Game of Thrones is basically a political drama with fantasy elements, and it's a darn good political drama (final season notwithstanding). There's a reason the show won the Outstanding Drama Series Emmy four times, being that it's really good. The series appeals to pretty much everyone, not just fans of fantasy like LOTR. But LOTR fans will probably like the series more than most, as J. R. R. Tolkien was one of the biggest influences on GoT author George R. R. Martin.

J.R.R. Tolkien would probably love Merlin

The Lord of the Rings is often cited as the progenitor of high fantasy. Drawing from many sources — from Ancient English tales like Beowulf to Norse mythology where elves and dwarves reside — J. R. R. Tolkien created a whole new genre. But some fantasy elements present in Tolkien's work can be found in a story that's far, far older: the stories of Arthurian legend. Various critics and scholars have noted numerous similarities between the stories of Arthur and The Lord of the Rings, such as in some of Tolkien's naming conventions. Prior to his death, Tolkien was even writing an epic poem about the legendary king called The Fall of Arthur. It was eventually published, unfinished, after the author's passing.

Given the connections between Arthurian legend and LOTR, it stands to reason that fans of one should be fans of the other. So if you're a Lord of the Rings fan, you should be watching Merlin. The BBC-produced series aired for five seasons and followed the adventures of a young Arthur and his trusty wizard Merlin, and while it obviously drew influence from its ancient source material, it also managed to put a modern spin on the story while greatly fleshing out the titular magician as a character. It probably won't be confused for "peak TV" like some of the other entries on this list, but it's still a magical series that makes for a fun way to pass some time.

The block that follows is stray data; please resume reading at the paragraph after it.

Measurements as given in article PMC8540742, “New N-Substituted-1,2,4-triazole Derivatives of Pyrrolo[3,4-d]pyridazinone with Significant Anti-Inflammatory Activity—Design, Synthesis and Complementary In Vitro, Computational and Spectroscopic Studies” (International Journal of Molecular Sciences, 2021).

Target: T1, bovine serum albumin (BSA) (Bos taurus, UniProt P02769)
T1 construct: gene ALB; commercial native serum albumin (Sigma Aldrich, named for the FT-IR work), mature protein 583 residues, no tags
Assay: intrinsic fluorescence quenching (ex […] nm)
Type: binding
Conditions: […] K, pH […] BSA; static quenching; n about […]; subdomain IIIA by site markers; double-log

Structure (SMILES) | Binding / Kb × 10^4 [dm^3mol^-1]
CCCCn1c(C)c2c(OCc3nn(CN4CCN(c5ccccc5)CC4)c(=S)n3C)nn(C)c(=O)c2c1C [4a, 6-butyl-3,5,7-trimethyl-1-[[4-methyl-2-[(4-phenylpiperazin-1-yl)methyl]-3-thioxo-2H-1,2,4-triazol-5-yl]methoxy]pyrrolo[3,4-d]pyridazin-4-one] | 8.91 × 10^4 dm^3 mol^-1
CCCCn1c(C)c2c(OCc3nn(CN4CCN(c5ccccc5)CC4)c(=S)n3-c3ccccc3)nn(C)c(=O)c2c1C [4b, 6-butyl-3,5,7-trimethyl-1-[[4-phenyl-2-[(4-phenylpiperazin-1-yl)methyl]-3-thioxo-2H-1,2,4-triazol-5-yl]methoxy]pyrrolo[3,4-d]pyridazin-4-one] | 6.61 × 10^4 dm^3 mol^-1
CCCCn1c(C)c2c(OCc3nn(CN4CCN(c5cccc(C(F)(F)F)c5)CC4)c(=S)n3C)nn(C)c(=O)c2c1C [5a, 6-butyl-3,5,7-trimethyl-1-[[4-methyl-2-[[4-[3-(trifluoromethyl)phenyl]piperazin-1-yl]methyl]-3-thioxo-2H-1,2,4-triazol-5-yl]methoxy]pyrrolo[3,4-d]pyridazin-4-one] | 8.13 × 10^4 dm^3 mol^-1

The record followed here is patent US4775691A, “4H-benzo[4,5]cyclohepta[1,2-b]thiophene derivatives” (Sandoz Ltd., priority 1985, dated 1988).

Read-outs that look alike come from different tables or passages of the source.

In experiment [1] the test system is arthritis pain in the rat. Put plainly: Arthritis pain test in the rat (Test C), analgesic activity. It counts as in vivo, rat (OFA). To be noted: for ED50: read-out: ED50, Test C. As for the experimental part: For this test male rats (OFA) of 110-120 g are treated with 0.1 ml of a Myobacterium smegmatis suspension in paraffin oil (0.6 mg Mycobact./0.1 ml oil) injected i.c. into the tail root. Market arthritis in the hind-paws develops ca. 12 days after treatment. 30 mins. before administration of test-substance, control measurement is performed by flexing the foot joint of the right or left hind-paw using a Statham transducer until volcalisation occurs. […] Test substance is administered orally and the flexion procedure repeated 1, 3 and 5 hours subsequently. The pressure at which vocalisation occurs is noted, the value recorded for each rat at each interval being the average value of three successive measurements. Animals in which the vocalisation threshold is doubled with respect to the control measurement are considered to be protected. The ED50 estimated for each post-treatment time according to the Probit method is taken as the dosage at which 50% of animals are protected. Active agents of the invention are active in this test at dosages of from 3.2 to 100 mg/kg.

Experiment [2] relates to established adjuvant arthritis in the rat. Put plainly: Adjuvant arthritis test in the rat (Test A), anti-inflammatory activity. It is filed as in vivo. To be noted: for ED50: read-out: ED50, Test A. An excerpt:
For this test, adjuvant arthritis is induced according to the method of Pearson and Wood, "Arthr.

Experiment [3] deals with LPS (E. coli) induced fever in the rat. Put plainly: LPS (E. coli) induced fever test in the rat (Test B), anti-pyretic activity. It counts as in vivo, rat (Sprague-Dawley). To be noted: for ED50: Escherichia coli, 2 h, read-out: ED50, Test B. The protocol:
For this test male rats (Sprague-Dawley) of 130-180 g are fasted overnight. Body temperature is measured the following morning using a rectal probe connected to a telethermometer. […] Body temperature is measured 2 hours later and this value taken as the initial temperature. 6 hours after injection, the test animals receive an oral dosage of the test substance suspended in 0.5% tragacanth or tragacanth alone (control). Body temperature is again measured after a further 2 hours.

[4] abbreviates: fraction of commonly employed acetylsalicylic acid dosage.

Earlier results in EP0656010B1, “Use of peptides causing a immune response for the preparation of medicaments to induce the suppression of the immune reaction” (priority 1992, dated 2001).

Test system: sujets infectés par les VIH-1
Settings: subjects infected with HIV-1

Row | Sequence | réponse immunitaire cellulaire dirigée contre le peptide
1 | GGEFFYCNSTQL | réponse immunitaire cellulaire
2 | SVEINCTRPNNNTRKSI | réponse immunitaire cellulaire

The Dragon Prince is fantasy for the whole family

While The Lord of the Rings is by no means aimed at children, it's still a family-friendly piece of entertainment. The violence is decidedly in the fantasy realm and lacks gore, there's a complete absence of sex, and even adult language is hard to come by. By contrast, many of the shows on this list are meant solely for adults. Shows like Game of Thrones and The Witcher are overflowing with explicit violence, nudity-filled sex scenes, and F-bombs — things to which many parents wouldn't want to expose their children. But if you're looking for a fantasy series that you can absolutely watch with your kids, then you should check out The Dragon Prince.